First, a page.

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Healing through therapy — and tattoos

USC psychologist served as therapist on Ink Shrinks, a reality show that helps troubled clients heal and find closure

The pain of getting a tattoo allows a person to be more open to therapy, according to the show's premise. (Photo/Paul Belmore)

Joey hates needles — and not just a little bit. He has a diagnosed phobia and hasn’t been to a doctor in 15 years, which is an issue when you have a family history of medical problems.

So what might a therapist recommend for Joey to overcome his fear? How about getting a tattoo?

That’s exactly the approach Gabe Crenshaw, an adjunct lecturer at the USC School of Social Work, took as part of the reality show Ink Shrinks.

The Spike network show’s premise is based on the idea that the body releases endorphins to combat the pain of getting a tattoo, allowing those undergoing the procedure to be more open to therapy.

After having a session with the client, the therapists — both on the show are professional psychologists — and the tattoo artists work together to “prescribe” a tattoo designed to help their clients heal by serving as everyday reminders of how far they’ve come. The catch is the ones being tattooed aren’t allowed to see the pieces of art until they’re finished and permanent.

Needles and dates

The pilot episode, which aired in December, featured clients with various issues: Joey with his needle phobia, Anthony, who has trouble putting the past behind him, and Keya, a control freak quick to judge those she dates.

Tattoos have been used for medicinal purposes for centuries.

Gabe Crenshaw

“This was a new concept for me when the producers approached me to do the show. I had never really thought about prescribing a tattoo for therapy,” said Crenshaw, who holds a doctoral degree in clinical psychology. “But tattoos have been used for medicinal purposes for centuries. People find closure, a new beginning, a paradigm shift and want to memorialize that on their bodies. We hope the tattoo therapy excites brain structures and creates new neuronal pathways in the brain.”

A tough row to hoe

Sometimes those seeking help aren’t sure about their new ink. In the first episode, Keya isn’t immediately thrilled with her tattoo. But after having its symbolism explained to her by her therapist and tattoo artist, she quickly comes around.

Some clients almost don’t make it that far. At one point, Crenshaw’s client, Joey, bolts from the tattoo artist’s chair.

At the end of the day, the choice is always with the person. A good therapist wouldn’t push.

Gabe Crenshaw

“He went into fight-or-flight response. I had to get him back in the parasympathetic environment [i.e., calm him down] through self-reflection and reality testing. You have them question their own intrapsychic world to see if the strength is there or not,” Crenshaw said. “Joey put Joey back in the chair, not Dr. Gabe or Justin the tattoo artist. At the end of the day, the choice is always with the person. We’re proud of that. A good therapist wouldn’t push.”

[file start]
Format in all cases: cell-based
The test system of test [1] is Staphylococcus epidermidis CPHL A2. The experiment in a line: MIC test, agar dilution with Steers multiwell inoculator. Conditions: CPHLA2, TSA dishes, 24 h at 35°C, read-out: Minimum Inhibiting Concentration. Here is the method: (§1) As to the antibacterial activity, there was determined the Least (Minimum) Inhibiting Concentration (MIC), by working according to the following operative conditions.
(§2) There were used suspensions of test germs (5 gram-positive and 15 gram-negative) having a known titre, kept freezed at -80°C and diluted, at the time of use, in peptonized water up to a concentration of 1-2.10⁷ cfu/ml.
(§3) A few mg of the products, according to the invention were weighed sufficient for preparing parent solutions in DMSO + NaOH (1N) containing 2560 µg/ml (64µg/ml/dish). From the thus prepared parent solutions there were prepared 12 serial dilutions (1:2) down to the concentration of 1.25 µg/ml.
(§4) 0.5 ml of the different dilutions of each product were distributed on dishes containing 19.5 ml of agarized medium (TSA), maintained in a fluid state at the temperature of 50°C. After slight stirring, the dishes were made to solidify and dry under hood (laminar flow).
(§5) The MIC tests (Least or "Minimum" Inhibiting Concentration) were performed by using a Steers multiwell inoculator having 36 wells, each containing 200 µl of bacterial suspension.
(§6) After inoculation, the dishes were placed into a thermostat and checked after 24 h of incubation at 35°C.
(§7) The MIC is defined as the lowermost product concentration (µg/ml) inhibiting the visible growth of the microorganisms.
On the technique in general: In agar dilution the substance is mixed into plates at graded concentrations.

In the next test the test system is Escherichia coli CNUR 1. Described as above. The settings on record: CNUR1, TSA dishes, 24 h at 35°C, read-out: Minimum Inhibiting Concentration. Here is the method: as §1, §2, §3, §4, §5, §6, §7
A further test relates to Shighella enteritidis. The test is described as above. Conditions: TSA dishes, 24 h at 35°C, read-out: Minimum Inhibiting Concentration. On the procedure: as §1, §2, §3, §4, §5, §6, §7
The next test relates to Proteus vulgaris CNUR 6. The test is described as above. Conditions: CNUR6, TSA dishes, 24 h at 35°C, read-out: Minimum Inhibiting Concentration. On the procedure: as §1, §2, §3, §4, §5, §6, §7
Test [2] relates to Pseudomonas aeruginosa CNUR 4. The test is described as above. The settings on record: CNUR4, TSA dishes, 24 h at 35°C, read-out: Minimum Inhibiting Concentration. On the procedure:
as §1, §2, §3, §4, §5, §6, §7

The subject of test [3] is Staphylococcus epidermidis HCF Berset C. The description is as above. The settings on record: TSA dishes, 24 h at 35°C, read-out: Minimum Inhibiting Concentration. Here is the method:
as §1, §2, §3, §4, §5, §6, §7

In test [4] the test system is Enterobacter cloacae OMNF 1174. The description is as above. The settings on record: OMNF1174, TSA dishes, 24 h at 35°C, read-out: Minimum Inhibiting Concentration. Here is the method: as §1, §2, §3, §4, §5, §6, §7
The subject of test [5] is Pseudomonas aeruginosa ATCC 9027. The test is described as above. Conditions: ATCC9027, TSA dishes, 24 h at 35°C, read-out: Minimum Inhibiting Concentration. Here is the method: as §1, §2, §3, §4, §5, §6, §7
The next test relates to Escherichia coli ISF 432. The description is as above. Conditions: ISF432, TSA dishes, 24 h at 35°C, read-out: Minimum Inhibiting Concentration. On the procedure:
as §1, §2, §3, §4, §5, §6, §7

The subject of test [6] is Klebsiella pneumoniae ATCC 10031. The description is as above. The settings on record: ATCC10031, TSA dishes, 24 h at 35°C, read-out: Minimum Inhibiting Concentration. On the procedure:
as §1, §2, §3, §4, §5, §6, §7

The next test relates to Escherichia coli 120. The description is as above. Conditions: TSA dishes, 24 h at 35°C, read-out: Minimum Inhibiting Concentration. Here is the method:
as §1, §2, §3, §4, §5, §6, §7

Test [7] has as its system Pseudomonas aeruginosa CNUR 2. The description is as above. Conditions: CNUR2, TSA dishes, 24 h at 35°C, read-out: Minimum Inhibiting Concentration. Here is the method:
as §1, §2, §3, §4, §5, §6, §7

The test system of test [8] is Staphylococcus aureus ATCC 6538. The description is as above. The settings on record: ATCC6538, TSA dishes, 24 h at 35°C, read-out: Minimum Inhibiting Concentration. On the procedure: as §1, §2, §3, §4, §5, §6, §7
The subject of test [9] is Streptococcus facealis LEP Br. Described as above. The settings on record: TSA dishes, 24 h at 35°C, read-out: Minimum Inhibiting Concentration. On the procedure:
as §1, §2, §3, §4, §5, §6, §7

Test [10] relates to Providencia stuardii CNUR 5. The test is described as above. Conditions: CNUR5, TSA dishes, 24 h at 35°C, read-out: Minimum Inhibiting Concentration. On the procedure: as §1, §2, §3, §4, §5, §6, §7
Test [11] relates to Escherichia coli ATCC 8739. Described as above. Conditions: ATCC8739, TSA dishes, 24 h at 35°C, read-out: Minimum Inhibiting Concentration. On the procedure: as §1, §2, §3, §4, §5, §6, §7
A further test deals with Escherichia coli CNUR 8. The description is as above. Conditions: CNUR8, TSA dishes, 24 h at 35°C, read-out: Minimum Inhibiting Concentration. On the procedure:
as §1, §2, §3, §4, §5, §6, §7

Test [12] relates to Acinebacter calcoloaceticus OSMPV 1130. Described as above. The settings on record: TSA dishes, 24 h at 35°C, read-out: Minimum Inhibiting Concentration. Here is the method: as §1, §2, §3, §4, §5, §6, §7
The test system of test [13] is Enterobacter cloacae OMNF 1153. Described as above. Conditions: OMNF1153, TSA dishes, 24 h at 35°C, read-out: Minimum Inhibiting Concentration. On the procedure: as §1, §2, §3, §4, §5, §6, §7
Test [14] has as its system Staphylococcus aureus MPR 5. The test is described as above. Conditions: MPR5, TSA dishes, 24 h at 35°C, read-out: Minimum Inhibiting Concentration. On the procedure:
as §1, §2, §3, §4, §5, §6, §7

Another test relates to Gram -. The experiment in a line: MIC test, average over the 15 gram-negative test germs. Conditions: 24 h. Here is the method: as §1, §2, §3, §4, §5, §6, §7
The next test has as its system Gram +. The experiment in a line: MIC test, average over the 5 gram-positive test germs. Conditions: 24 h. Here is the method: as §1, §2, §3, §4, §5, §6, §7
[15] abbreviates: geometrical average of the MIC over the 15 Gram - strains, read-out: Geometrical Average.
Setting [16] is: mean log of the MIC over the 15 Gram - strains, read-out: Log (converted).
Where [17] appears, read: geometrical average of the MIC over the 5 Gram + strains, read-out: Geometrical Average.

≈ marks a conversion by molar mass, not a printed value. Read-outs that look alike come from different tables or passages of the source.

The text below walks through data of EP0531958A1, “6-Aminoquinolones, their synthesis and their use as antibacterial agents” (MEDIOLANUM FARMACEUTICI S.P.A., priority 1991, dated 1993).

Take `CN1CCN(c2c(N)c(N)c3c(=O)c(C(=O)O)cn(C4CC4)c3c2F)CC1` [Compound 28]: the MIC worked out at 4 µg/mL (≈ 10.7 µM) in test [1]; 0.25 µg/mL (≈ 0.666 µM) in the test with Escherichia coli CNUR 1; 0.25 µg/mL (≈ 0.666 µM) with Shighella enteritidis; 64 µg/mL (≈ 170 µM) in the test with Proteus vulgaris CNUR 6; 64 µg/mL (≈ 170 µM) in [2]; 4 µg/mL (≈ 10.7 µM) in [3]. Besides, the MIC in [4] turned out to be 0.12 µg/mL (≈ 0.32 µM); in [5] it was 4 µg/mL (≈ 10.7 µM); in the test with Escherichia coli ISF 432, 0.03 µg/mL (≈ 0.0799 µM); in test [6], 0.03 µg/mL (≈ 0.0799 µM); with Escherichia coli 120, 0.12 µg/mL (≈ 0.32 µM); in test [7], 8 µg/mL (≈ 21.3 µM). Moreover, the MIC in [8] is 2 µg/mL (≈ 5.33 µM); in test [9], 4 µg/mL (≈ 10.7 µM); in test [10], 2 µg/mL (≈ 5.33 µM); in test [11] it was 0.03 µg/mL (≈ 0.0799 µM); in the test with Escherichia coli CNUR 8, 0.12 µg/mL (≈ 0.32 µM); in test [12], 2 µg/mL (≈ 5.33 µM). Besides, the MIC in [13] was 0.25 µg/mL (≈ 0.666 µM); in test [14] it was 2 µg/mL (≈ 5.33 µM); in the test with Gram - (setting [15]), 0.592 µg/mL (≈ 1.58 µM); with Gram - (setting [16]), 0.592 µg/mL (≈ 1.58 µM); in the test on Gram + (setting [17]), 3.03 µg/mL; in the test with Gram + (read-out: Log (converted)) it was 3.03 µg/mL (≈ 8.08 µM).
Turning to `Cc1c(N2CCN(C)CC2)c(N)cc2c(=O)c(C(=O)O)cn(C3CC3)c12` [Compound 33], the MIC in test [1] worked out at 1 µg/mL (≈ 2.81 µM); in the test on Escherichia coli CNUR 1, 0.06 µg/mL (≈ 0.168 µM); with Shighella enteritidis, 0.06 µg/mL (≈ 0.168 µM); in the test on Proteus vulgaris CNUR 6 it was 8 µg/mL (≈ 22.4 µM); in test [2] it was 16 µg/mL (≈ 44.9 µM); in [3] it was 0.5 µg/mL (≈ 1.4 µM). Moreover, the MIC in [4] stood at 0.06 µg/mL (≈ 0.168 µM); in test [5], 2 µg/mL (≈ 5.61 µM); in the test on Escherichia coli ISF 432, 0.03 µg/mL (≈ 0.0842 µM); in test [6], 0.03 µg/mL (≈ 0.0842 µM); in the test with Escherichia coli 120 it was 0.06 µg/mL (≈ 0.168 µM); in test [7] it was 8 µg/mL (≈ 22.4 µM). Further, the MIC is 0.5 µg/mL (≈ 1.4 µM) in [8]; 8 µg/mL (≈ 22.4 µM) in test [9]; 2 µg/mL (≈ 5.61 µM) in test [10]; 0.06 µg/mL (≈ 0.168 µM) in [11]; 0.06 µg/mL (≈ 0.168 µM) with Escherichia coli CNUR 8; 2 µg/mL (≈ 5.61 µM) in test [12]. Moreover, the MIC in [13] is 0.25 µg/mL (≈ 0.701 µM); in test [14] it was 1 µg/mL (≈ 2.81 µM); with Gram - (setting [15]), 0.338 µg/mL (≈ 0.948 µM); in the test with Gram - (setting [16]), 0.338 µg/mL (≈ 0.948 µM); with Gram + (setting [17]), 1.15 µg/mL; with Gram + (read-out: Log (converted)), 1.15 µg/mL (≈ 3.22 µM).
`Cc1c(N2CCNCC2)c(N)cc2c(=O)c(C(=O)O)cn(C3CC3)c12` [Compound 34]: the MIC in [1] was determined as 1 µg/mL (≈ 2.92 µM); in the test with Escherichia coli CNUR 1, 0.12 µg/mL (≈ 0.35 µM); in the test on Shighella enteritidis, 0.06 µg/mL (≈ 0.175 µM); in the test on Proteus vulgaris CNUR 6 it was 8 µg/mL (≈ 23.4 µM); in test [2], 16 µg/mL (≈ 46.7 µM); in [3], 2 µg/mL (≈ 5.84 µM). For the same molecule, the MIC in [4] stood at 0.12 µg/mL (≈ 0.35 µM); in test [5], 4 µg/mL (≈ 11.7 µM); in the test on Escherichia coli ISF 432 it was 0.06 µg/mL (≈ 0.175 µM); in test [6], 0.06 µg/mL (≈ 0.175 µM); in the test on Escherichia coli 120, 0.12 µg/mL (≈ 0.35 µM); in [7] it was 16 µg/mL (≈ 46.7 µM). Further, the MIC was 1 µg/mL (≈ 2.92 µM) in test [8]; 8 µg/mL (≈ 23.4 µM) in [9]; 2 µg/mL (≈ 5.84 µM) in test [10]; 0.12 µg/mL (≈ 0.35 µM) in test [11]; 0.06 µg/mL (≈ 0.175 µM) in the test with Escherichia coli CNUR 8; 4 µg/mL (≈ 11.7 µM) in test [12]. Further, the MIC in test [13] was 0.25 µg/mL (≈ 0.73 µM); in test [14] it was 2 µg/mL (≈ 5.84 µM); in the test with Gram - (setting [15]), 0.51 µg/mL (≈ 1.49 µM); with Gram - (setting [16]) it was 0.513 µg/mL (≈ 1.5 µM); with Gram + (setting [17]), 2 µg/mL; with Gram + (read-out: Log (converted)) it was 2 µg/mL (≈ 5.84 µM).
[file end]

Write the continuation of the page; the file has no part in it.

Getting real

For the tattoo artists, dealing with people with unresolved issues isn’t necessarily a new concept.

“Clients come in, sit with us, tell us their problems and we’re able to give a spin on it that will help them or give some advice or a sympathetic ear,” tattoo artist Sarah Miller told Inked magazine. “When I was approached by this idea to audition for Ink Shrinks, I didn’t think it was that far of a transition from actual tattooing. I thought it would be really interesting to showcase a more positive and amazing side to tattooing because it is healing people who have problems; it really helps them.”

Crenshaw emphasized that he would only agree to be part of the show if all necessary precautions were taken. He said the producers consulted the American Psychological Association often to ensure they were being ethical, and they performed an extensive search for clients through months of interviews to make sure they didn’t have any extensive psychological problems that could be exacerbated by cameras.

We insisted that it had to be for real. There’s no fake drama.

Gabe Crenshaw

“We insisted that it had to be for real. There’s no fake drama — what you see is what really happened,” Crenshaw said. “You could see the discomfort without it being over-dramatized. I take my profession very seriously, so everything had to be in line. When the cameras went on, the producers just let us do what we do. They were receptive to the tattoo therapeutic process.”

A word of caution

Though Crenshaw fully supports the show’s premise, he is quick to warn against considering tattoo therapy as a cure-all.

The show is advice-giving and entertainment. It’s not one size fits all.

Gabe Crenshaw

“The show is advice-giving and entertainment. If you’re considering tattoo therapy for yourself, you should consult with your physician or therapist,” he said. “It’s not one size fits all.”

But the process has seemed to help Joey. After the pilot aired, he went to the doctor for the first time in more than a decade and got a vaccine shot. Not only did he do that, Joey was also able to accompany his ailing mother throughout hospital treatment.

“I’m still in touch with all of them after filming,” Crenshaw said. “Joey called and told me about his mother’s condition and said he credited Ink Shrinks with getting him through her time in the hospital. The tattoo reminded him that he could do it.”

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Healing through therapy — and tattoos

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